Then there were my children’s struggles. Being homeschooled didn’t spare them the racist commentary or behavior of neighbors, friends and acquaintances, particularly as they became teenagers and hence, potential boyfriends and girlfriends. Often, white parents forbade or discouraged their children’s romantic interest in my children and disapproved even their friendships. Black children and other children of color also often rejected my kids or excluded them in various ways. My sons, as they entered puberty, especially, were targeted and harassed by police. My two most-obviously bi-racial sons have both been repeatedly stopped, detained and arrested-handcuffed and put into patrol cars or spread-eagled on the ground, their bodies and cars searched-for no reason at all, as police went on hunting expeditions hoping to justify their harassment and to haul my sons to jail. Both my sons and my daughters have been watched and scrutinized in department and drug stores, and on occasion, have been accused of shoplifting or intending to; their white friends have not experienced this to nearly the same degree. My daughters have struggled in their relationships with both their white friends-who have looked to them for reassurance that they were not racist (even when their behavior has been racist), and who have treated them as though they were invisible at times, apparently incapable of seeing their unique beauty in a culture that worships whiteness-and with their black friends, who have sometimes resented their lighter skin and different hair texture, and who have treated them as though they viewed themselves as superior, even when, in reality, my daughters felt excluded, marginalized, and inferior to, or different from, just about everybody, and would have given anything for their acceptance and friendship.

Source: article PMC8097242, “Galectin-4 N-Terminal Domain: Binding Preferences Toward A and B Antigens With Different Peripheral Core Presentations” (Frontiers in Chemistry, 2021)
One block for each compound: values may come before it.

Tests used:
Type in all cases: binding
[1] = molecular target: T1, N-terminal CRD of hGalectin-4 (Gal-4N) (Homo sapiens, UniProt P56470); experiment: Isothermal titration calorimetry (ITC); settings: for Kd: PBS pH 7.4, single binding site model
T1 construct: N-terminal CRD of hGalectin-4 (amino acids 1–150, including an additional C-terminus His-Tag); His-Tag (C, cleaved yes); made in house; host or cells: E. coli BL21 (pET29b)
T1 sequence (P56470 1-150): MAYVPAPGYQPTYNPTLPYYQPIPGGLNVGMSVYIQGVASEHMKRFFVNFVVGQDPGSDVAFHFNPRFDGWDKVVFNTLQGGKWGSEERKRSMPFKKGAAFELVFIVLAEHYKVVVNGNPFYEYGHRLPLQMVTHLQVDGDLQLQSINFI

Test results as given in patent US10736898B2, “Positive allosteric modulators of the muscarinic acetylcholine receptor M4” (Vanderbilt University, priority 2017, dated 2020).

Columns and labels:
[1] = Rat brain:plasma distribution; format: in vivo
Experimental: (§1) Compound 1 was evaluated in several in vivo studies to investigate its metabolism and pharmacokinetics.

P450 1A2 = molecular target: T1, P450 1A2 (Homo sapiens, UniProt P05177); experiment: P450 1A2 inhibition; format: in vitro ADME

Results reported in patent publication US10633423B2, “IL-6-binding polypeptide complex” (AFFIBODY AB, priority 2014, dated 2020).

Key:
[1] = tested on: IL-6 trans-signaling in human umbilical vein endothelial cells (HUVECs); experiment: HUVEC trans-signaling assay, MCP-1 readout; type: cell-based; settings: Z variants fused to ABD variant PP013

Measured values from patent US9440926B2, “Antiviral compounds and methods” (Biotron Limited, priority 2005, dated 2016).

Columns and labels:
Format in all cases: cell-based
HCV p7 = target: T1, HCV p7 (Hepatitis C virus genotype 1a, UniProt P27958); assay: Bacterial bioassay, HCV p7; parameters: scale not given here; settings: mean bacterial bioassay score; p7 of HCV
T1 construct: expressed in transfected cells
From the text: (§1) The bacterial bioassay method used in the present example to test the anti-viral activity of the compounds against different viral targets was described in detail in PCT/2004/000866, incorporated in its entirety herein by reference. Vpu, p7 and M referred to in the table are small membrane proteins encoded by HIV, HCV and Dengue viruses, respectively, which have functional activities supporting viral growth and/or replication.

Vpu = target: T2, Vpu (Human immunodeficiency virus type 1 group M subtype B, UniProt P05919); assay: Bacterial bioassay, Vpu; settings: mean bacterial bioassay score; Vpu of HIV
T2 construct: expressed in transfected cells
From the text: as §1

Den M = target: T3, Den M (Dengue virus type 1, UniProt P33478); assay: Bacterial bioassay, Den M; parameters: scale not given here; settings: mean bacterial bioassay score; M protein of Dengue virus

My daughters, in particular, struggled to make sense of how different they looked from how I, their mother, look, they with their brown skin and brown-to-black curls, me with blonde hair and pale skin. As adults, all describe having, to some degree, struggled with being biracial, so deeply and completely did they identify with me and with my sisters and others of my family members.